Famitsu

Famitsu
Famitsu svg WIKI1.svg
Famitsu - Issue 1.jpg
Cover art for the first issue of Famitsū magazine (then known as Famicom Tsūshin), June 1986. The Atari 2600 controller and the Family Computer controller can be seen on the cover.
CategoriesVideo game
FrequencyWeekly / Monthly
FormatPaper and online magazine
Circulation500,000 (Shūkan)
120,000 (Entamikusu)
80,000 (Connect! On)
40,000 (DS+Wii)[1]
PublisherASCII (1986–2000)
Enterbrain (2000–2013)
Kadokawa (2013–2017)
Gzbrain (2017–2019)
Kadokawa Game Linkage (2019-)
First issueJune 1986; 33 years ago (1986-06) (as Famicom Tsūshin)
CountryJapan
Languagewww.famitsu.com

Famitsu,[a] formerly Famicom Tsūshin, is a line of Japanese video game magazines published by Kadokawa Game Linkage (previously known as Gzbrain), a subsidiary of Kadokawa. Famitsu is published in both weekly and monthly formats as well as in the form of special topical issues devoted to only one console, video game company, or other theme. Shūkan Famitsū,[b] the original Famitsū publication, is considered the most widely read and respected video game news magazine in Japan.[2][3][4] From October 28, 2011 the company began releasing the digital version of the magazine exclusively on BookWalker weekly.[5][6]

The name Famitsū is a portmanteau abbreviation of Famicom Tsūshin;[c] the word "Famicom" itself comes from a portmanteau abbreviation of "Family Computer" (the Japanese name for the Nintendo Entertainment System)—the dominant video game console in Japan during the 1980s.

History

Login (ログイン), a computer game magazine, started in 1982 as an extra issue of ASCII, and later it became a periodic magazine. Famicom Tsūshin[d] was a column in Login, focused on the Famicom platform, and ran from March 1985 to December 1986 issue. It received a good reception, so the publisher decided to found the magazine specialized for it.[7][8]

The first issue of Famitsū was published on June 6, 1986 as Famicom Tsūshin.[9] It sold less than 200,000 copies, despite 700,000 copies printed. The major competitor was Family Computer Magazine launched in July 1985 by Tokuma Shoten. Famitsū's editor found many readers had multiple game consoles, and they thought it would be better if the magazine covered various platforms. Increasing contents and the page count gradually, the magazine was published three times per month instead of semimonthly publication. On July 19, 1991 (issue #136) the magazine was renamed to Shūkan Famicom Tsūshin[e] and issues were published weekly thereafter. Alongside the weekly magazine, a monthly version called Gekkan Famicom Tsūshin[f] was also published.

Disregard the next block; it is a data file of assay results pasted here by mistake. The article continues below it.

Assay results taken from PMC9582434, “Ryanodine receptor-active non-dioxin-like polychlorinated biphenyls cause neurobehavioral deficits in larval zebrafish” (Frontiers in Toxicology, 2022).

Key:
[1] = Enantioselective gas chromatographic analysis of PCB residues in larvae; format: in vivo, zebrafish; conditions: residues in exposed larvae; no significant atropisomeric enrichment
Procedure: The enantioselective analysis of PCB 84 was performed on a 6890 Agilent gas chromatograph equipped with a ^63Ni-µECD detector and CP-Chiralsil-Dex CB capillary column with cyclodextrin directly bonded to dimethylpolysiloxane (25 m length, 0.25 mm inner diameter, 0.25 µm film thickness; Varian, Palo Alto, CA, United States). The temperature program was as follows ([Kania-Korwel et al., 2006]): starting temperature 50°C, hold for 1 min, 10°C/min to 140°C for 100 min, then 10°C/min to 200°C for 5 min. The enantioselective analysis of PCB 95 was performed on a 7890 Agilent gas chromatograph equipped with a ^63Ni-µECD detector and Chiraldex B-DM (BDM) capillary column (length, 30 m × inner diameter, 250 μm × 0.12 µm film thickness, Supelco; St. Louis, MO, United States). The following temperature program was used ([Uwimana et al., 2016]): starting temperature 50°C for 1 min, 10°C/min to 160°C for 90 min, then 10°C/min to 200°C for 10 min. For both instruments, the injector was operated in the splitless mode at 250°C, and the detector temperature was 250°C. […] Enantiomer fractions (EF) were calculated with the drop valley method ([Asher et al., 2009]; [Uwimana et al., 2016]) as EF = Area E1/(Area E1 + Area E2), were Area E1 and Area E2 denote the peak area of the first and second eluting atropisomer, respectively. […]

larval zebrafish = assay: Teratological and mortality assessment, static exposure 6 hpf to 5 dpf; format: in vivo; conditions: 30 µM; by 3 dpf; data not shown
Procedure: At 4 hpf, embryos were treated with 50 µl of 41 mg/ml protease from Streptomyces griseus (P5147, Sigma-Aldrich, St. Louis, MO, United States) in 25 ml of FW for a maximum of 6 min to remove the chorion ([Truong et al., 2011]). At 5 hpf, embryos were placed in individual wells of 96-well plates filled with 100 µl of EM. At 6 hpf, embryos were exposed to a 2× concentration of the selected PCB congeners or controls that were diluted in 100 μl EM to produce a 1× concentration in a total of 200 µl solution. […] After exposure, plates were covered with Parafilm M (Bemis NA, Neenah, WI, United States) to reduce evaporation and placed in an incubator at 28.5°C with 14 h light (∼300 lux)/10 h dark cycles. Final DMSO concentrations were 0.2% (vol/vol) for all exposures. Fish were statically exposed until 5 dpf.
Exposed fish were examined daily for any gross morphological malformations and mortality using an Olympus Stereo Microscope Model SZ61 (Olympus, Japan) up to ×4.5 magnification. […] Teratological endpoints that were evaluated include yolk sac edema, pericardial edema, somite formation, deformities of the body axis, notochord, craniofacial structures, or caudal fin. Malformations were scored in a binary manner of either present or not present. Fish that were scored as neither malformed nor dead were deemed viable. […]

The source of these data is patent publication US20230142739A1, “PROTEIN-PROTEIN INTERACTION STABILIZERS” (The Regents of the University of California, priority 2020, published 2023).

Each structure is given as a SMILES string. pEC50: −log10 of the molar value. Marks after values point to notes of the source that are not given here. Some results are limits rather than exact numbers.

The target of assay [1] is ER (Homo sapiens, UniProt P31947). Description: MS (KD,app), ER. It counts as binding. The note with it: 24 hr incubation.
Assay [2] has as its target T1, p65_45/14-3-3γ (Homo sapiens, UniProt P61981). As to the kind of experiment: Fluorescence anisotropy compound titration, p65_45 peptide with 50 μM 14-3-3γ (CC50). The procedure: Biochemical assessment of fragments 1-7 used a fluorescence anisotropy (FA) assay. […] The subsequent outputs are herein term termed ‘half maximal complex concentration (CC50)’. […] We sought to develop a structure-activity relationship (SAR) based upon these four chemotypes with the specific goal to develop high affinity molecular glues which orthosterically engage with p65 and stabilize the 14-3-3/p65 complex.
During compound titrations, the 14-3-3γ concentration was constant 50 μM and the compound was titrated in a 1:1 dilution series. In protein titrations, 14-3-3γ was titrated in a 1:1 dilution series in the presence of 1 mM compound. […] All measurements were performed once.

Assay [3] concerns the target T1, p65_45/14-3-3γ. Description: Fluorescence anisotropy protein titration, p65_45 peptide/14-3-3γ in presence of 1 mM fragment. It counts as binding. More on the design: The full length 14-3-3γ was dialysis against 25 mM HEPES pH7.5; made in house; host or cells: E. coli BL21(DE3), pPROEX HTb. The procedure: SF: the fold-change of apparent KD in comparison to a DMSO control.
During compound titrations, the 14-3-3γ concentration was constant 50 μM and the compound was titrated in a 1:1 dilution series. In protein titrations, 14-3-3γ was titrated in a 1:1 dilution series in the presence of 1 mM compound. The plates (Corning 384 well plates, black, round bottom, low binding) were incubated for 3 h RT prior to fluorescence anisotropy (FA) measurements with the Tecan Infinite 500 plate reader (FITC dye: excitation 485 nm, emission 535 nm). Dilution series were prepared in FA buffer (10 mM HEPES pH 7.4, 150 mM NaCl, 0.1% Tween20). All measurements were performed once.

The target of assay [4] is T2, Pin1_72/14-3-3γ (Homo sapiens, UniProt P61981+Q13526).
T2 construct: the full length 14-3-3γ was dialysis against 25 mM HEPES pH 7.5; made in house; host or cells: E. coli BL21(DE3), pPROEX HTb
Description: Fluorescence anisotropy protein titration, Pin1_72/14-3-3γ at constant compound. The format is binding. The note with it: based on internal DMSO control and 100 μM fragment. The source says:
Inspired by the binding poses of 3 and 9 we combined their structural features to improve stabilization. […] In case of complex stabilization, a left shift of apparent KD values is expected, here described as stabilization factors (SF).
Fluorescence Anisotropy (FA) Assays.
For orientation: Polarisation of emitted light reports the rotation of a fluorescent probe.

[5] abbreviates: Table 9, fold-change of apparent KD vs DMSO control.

Hirokazu Hamamura, an editor-in-chief (1992-2002), felt the beginning of a new era when he saw a private demonstration of Final Fantasy VII in 1993. He thought the name Famicom Tsūshin should be refurbished. At the start of 1996 (with issue #369) the magazines underwent another name change, truncating their titles to Shūkan Famitsū[g] and Gekkan Famitsū.[h] The name Famitsū had already been in common use.[8]

The magazine was published by ASCII from its founding through March 2000 when it was sold to Enterbrain, which published it for 13 years until their parent company Kadokawa published it from 2013 to 2017. Since 2017, Kadokawa's subsidiary Gzbrain has been publishing the magazine, while in 2019 the company changed its name to Kadokawa Game Linkage.[10]

Other Languages
العربية: فاميتسو
azərbaycanca: Famitsu
català: Famitsu
dansk: Famitsu
Deutsch: Famitsu
español: Famitsū
فارسی: فامیتسو
français: Famitsu
한국어: 패미통
Bahasa Indonesia: Famitsu
italiano: Famitsū
ქართული: Famitsu
magyar: Famicú
مصرى: فاميتسو
Bahasa Melayu: Famitsu
Nederlands: Famitsu
日本語: ファミ通
norsk: Famitsu
polski: Famitsū
português: Famitsu
русский: Famitsu
Simple English: Famitsu
suomi: Famitsū
svenska: Famitsu
Türkçe: Famitsu
Tiếng Việt: Famitsu
吴语: Fami通
中文: Fami通